Game window controls

The first drop-down menu controls the aspect ratio. You can use the available presets or create your own. This is especially useful if you are making a game for mobile devices.

The following menus from the screenshot are explained as follows:

  • Maximize on Play: This will toggle a fullscreen mode whenever you are play testing.

  • Mute audio: This does exactly what you'd expect it to do.

  • Stats: This will display rendering statistics, useful for reference when working on optimization.

  • Gizmos: This menu is the same as the one in the Scene window. These options are very useful during play testing, they allow you to, for example, see triggers and raycasts.

The Hierarchy window

The Hierarchy window shows you the content of the level. All the objects that exist in the level will appear in the Hierarchy window.

You can create new objects with a Create drop-down menu and quickly focus on them by:

  1. Selecting objects in the Hierarchy window.

  2. Moving the mouse cursor to the Scene window.

  3. Pressing the F key.

This will allocate the camera and focus it on a selected object.

The Inspector window

Selecting objects in the Scene or Hierarchy window will allow you to add new Components, edit them and set up materials in the Inspector window. The Public script variables can also be edited without modifying the source code. All the operations regarding importing and some project-related settings will appear in the Inspector window as well.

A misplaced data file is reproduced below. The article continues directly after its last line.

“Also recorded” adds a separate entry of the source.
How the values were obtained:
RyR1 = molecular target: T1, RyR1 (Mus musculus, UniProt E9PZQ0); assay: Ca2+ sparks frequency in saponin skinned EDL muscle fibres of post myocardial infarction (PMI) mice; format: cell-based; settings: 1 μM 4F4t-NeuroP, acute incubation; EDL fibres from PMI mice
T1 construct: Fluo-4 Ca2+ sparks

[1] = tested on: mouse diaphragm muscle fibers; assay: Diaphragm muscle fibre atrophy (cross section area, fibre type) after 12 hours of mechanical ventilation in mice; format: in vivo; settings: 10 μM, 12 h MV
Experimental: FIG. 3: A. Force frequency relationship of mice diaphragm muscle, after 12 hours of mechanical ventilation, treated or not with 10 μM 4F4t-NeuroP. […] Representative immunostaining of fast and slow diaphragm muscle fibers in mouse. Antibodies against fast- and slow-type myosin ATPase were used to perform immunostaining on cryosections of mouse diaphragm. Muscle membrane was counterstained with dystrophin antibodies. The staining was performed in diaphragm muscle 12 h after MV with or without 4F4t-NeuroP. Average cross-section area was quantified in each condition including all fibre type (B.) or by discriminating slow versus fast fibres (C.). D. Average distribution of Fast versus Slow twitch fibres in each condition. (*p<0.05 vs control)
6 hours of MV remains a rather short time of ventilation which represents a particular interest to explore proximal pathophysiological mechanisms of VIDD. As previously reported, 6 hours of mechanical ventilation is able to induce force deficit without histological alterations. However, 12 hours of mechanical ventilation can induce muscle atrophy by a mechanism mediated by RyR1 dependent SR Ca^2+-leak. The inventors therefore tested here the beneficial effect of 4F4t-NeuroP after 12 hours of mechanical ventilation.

The Inspector window contains different types of properties such as values, references, arrays, colors, gradients, and curves. Let's take a good look at the first four of them.

Values are the most commonly used property. It can be anything: drop-down menu, checkbox, text field or even a slider. They are no different here in Unity then they are in any other application, just your standard numbers, Booleans, multi choices and strings.

References, on the other hand, are slightly trickier. They require a reference of an object or a Component from the Project, Hierarchy, or Scene windows.

You can assign a reference by dragging and dropping the object into the reference field or using a circle on the right side to open an object picker.